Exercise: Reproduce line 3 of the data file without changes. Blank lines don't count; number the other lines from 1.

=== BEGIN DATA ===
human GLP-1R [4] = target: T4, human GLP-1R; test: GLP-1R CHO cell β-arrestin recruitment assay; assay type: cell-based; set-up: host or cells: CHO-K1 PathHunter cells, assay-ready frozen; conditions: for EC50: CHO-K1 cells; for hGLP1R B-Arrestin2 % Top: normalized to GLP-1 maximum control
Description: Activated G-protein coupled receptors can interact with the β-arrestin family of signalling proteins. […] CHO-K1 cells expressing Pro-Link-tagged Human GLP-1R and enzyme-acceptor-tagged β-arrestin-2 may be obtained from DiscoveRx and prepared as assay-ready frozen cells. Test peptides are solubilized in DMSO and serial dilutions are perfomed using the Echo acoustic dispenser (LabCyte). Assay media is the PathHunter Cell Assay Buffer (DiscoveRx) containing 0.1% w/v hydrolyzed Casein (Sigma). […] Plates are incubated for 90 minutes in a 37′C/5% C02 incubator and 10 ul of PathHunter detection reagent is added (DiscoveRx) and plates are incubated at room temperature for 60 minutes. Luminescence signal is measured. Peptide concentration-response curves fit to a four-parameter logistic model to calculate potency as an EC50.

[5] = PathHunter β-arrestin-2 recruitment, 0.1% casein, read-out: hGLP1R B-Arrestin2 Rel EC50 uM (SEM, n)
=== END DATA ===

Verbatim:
[5] = PathHunter β-arrestin-2 recruitment, 0.1% casein, read-out: hGLP1R B-Arrestin2 Rel EC50 uM (SEM, n)